Anyway, after I left I had the opportunity to interview at other Catholic parishes for similar jobs, and other Catholic non-profit organizations who were searching for qualified development directors.  In almost all of the  jobs that I interviewed for I was by far one of the best candidates, but in the end something just didn't seem to "fit."  In one case, I was told that the most important part of the job was to be able to run a multi-million dollar capital campaign.  Although I had never run one myself exclusively, I was sure I would be able to solicit outside resources to help them reach their goals.  I had several interviews with several different people from that parish and in the end I just could not see me working there.  First, our Bishop is instituting his own capital campaign for our diocese next year and he is not going to be approving any parish campaigns over the next few years.  That being said, this parish was still adamant about hiring someone to do just that.

A few weeks later I looked to see who they finally hired; who they thought had the the qualifications they required to run this campaign that I just didn't have.  As it turned out, they hired a young woman who had just graduated college two years ago with absolutely no experience!  I was shocked!  I started to think, "why would the do that?"  In the end, the only answer I could "honestly" come up with was, they must not be paying her very much.  Capital campaigns are huge, and in this economy, almost impossible!  But I wish them luck.

In the end, I realized how silly this all was because about 6 years ago I started my own business called Catholic Marketing Services.  I did fairly well at the job but my family situation required that I work a job with health benefits, so I put it on the back burner and proceeded to go to work for a church as their development director.  After my interviewing experiences in this tough job market, I decided it was time to resurrect my business.  Why you may ask, since I still won't have any health benefits? The answer is simple, I can't help noticing what a great need there is for good, qualified, experienced marketing/development people in the Catholic church.  It shouldn't be a job that is only accessible to the rich and large parishes, it should be available to everyone!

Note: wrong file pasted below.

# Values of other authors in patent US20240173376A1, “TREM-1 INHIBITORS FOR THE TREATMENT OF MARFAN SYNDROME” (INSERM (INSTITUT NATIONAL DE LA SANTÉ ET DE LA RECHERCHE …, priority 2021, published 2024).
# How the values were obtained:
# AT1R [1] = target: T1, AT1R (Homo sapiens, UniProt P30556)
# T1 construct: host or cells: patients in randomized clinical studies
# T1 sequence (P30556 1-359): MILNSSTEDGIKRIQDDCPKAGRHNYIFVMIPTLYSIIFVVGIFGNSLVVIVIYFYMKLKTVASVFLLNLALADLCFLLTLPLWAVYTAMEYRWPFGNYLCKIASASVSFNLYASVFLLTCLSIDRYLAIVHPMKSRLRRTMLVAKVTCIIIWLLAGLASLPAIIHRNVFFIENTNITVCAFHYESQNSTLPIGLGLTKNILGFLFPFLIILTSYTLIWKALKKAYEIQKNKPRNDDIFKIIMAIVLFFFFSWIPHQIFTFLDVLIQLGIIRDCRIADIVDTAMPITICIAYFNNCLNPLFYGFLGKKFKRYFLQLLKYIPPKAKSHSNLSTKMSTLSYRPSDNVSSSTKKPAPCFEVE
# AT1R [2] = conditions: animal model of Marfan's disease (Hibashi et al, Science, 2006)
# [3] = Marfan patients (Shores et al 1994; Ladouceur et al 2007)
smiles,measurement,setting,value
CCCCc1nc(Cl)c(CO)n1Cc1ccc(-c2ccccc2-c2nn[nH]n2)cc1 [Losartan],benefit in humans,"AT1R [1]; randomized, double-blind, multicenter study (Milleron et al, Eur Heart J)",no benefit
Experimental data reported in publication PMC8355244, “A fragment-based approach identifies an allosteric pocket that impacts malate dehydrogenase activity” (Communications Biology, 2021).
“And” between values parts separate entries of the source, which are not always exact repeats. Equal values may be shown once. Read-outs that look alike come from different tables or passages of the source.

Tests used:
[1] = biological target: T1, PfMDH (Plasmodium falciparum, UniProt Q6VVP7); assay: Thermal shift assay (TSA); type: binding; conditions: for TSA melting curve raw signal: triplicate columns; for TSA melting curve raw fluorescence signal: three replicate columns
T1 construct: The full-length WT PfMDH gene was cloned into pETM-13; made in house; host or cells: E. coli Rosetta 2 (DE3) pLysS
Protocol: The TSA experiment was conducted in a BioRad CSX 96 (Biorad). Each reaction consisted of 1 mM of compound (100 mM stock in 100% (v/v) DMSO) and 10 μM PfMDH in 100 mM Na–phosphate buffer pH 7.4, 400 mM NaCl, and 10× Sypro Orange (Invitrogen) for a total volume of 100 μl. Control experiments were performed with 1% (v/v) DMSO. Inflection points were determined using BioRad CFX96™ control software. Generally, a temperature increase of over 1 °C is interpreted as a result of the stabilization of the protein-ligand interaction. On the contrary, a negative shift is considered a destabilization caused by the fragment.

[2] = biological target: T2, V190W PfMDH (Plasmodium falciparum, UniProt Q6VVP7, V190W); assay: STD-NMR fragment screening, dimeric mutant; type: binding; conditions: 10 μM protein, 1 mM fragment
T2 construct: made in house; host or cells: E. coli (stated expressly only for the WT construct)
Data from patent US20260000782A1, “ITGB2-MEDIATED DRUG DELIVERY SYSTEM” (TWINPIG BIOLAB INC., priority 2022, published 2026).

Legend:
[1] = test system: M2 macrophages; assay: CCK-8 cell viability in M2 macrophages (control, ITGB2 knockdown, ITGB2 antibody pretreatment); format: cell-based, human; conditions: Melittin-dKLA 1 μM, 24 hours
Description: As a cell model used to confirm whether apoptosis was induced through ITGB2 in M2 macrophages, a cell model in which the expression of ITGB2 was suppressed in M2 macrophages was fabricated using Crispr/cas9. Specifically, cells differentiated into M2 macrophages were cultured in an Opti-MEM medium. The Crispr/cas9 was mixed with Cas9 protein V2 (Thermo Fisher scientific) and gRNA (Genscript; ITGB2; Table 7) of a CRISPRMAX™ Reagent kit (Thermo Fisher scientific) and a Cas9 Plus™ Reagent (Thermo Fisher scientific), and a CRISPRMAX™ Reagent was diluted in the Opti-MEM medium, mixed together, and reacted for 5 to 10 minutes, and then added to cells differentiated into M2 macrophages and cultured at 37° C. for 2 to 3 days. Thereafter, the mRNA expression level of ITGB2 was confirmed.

Therefore, Catholic Marketing Services has now been reintroduced.  We offer affordable marketing solutions for any Catholic parish or institution; from parish communication assessments to event planning, CMS can provide everyone with what they need, when they need it.  There is no long-term commitment on behalf of the parish, no employee to hire full-time, no benefits to pay for said employee, and no need to go without the help that you so desperately deserve.  You only pay for what you need, when you need it.  It is essentially, a development director at your finger tips.

Now every parish can benefit from the expertise of a great development director, and this all came to be because of divine inspiration.  God wants to see His church succeed.  He is providing for everyone and treating everyone the same.  God inspired me to live out the call He put on my heart 6 years ago, and I intend to do just that.  My family and I feel at peace with our decision.  I can not be afraid to work for God just because we need health benefits.  I have to trust that God will provide for me and my family just as He always has done.

I am happy, content, and excited all at the same time.  I am here to severe God by serving YOU!  Thank you God for my inspiration.

Sunday, September 5, 2010

Entitlement, an American Work Ethic

I really felt this topic was deserving a blog, especially since we are in the month that celebrates "Labor Day."  I also feel that our work ethic is not talked about enough, sort of taken for granted.  Now I can't speak for all of you out there, I can only speak for myself and my own experiences, but have you noticed something different about our culture?